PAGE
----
In Ghana, just like other peaceful nations, citizens are able to go about freely to do their economic activities, that feed millions of people.
But new threats including violent extremism, particularly in the Sahel and the West African sub-region pose grave threats to Ghana’s democratic governance, social cohesion, and peaceful co-existence. These threats coupled with recent trends of crimes, conflicts and violence have necessitated the development of a national framework for preventing/countering violent extremism and terrorism in Ghana. The framework prioritized prevention as the optimal and preferred option to address the threats of violent-extremism and its implication for civil order and peacebuilding in the country.
Within the national framework, the United Nations Development Programme (UNDP) in partnership with the National Peace Council, have trained key stakeholders in selected border communities in Ghana on how to identify early warning signs and prevent violent extremism to foster and maintain peace in Ghana.
Speaking at the workshops, Dr. Angela Lusigi, Resident Representative of UNDP, noted that Ghana is a beacon of peace in the sub-region and in Africa because of its strong democratic and development gains. However, land and chieftaincy conflicts, crimes driven by small arms proliferation and the increasing cases of political vigilantism, and violent extremism in the sub-region can undermine the country’s peace credentials. She noted that conflicts are often preceded by unresolved disagreements & disputes, hence the urgent need to identify these signs and indicators early to mitigate and prevent them.
“Each one of us can make an important contribution to sustain peace. We must help to identify the early signs of conflict and radicalization in order to facilitate timely mitigation and response”, Dr. Lusigi stressed.
Similarly, during the training workshop at Aflao in the Volta Region, the Paramount Chief of Aflao, Togbui Adzonugaga Amenya Fiti V, emphasized the need for more investment in the prevention of conflicts. He noted that “no one is born violent extremist, but radicals are made and fueled by certain societal factors, so we must work collectively to protect the borders against any external aggression”.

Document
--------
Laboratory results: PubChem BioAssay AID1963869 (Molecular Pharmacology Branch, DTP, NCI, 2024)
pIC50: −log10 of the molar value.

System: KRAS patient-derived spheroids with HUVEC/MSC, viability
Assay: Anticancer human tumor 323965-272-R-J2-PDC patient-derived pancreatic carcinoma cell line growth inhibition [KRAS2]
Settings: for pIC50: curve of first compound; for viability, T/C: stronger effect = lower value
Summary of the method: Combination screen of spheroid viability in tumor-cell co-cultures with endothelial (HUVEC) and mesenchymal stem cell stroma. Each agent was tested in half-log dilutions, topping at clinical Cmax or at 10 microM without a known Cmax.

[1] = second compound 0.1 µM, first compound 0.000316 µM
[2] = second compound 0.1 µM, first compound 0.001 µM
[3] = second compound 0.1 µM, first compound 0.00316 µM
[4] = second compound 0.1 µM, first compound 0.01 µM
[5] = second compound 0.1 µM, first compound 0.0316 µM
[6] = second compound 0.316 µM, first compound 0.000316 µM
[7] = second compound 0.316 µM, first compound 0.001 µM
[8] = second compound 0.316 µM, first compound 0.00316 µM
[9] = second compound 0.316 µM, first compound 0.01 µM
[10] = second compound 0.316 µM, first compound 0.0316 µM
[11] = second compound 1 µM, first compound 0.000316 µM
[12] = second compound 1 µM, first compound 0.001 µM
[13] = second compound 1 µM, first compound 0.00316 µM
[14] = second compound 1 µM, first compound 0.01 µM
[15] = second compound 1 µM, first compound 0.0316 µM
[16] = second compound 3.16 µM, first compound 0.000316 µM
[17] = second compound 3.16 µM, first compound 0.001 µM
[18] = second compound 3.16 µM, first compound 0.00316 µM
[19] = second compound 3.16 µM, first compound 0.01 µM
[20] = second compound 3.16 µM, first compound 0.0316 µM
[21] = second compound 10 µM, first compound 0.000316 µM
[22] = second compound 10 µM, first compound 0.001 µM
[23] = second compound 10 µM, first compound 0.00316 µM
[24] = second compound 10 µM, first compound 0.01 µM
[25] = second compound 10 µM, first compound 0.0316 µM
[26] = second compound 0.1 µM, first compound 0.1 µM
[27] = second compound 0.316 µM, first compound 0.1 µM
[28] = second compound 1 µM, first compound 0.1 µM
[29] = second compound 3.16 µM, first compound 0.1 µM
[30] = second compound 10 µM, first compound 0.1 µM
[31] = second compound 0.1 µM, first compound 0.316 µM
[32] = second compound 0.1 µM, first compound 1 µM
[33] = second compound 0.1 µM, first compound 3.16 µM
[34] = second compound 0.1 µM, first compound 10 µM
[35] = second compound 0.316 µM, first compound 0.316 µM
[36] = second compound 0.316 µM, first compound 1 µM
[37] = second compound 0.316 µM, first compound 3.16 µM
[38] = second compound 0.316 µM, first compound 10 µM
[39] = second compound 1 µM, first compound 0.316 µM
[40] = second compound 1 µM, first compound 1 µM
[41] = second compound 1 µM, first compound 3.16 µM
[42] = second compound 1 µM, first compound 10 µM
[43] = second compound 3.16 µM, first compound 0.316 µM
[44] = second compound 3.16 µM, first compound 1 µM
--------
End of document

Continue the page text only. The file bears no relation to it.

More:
Speaking at the event in the Kassena Nankana West District in the Upper East Region, Mr Ali Anankpieng, the Upper East Regional Peace Council Executive Secretary, noted that “threat of violent extremism reaching southwards toward the Gulf of Guinea haunts many West African countries, including Ghana, hence the need to build the capacity of stakeholders on peace building”.
The training was particularly significant as it has enlightened participants on useful tips for early warning about conflict situations and how to report them. They were advised to provide timely, reliable, verifiable, and accurate information to facilitate early response and mitigation.
“I have gained more knowledge from this training which I will send back to my community. I will collaborate with the security agencies in my community so we mobilize the youth to revive the defunct watch dog committee to identify early warning conflict signs for the necessary mitigation action”, noted Dzame Veronica, a participant and a Youth and Women Organizer in Aflao in the Volta Region.
The workshop engaged stakeholders including local government officials, Civil Society Organizations (CSOs), local leaders, youth, and women from at risk communities in the Ketu South Municipality in the Volta Region and in the Kassena Nankana West District of the Upper East Region, which are along major border areas in Ghana.